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The number of young children – some as young as three – being referred to the UK's National Health Service for transgender treatments has quadrupled in the last six years. Shutterstock
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Children as young as 3 referred to NHS for transgender treatments

Thaddeus Baklinski Thaddeus Baklinski Follow Thaddeus

LONDON, April 8, 2015 (www.LifeSiteNews.com) – The number of young children – some as young as three – being referred to the UK's National Health Service for transgender treatments has quadrupled in the last six years, according to the Tavistock and Portman Trust, a NHS center that specializes in gender issues for children under 18.

The mental health clinic reported that 77 children under 11 years old had been referred to its Gender Identity Development Service in 2014. Of those, 20 were only three or four years old.

In 2009-10 the center said it had 19 such referrals total.

A spokesperson for Tavistock and Portman Trust said that while gender dysphoria in children is a "complex and rare condition" which is "frequently associated with distress which may increase at puberty…there is not one straightforward explanation for the increase in referrals.”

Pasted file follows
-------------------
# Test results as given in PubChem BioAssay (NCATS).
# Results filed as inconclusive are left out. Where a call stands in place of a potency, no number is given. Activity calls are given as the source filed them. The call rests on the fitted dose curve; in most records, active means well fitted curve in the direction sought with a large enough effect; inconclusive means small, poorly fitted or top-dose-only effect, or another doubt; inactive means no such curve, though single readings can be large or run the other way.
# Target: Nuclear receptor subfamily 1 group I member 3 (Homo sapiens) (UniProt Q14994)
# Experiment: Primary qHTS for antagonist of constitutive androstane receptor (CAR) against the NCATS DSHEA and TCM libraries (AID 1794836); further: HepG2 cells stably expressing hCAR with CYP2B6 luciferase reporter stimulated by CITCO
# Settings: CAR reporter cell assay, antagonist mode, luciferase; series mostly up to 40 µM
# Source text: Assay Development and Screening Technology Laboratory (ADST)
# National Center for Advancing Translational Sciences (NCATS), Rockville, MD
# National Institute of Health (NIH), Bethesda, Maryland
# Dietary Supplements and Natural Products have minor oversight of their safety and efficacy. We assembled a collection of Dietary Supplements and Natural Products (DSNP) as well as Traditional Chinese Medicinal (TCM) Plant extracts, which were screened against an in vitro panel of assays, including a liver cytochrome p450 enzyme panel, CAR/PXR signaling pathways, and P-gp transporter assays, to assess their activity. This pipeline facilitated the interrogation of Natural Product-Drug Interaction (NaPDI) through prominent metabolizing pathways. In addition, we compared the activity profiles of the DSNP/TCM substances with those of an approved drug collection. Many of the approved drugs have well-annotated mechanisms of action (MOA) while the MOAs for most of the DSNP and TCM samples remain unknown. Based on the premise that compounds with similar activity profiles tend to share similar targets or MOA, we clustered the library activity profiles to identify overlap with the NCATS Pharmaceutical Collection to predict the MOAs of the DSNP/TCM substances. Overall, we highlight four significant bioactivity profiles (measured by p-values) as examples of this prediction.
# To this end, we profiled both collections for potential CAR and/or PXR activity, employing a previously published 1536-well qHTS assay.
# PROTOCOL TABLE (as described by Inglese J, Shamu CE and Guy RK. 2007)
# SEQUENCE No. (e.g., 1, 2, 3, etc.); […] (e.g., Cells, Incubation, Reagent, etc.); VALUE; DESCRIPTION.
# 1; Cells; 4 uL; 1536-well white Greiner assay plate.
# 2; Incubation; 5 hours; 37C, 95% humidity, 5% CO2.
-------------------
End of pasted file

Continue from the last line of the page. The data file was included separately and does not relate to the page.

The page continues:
He added that “it's important to note that gender expression is diversifying, which makes it all the more important that young people have the opportunity to explore and develop their own path with the support of specialist services."

Noting this trend, British media reported the story of eight-year-old “Jessica,” a biological boy, who told the BBC that he is so happy now that he can live as though he were a female. "I really didn't want to be a boy,” he said. “It was really frustrating for me. It feels like I'm in the wrong body."

The boy's mother, who is in a lesbian relationship, was accused by a relative of "conditioning" her son to want to be female. She reportedly dismissed this claim as "absurd."

However, not everyone is celebrating. Columnist and commentator Carole Malone wonders why health care money is being "wasted" on transgender treatments for three-year-olds who "can't decide whether he wants fish fingers or baked beans for tea.”

“How on earth would he know he was born in the wrong body?” she asked. “And how would such a young child be able to express that kind of emotion?"

She warned, in an editorial in the Mirror, that, "My fear in all this is that if a child is put into a state-funded 'transgender' monitoring system at three - they might never get out of it. They might never be able to - or be allowed to - think independently, and be steered into believing they're something they are not."

Dr. Rick Fitzgibbons, a psychiatrist and the director of Comprehensive Counseling Services near Philadelphia, shares Malone's concern.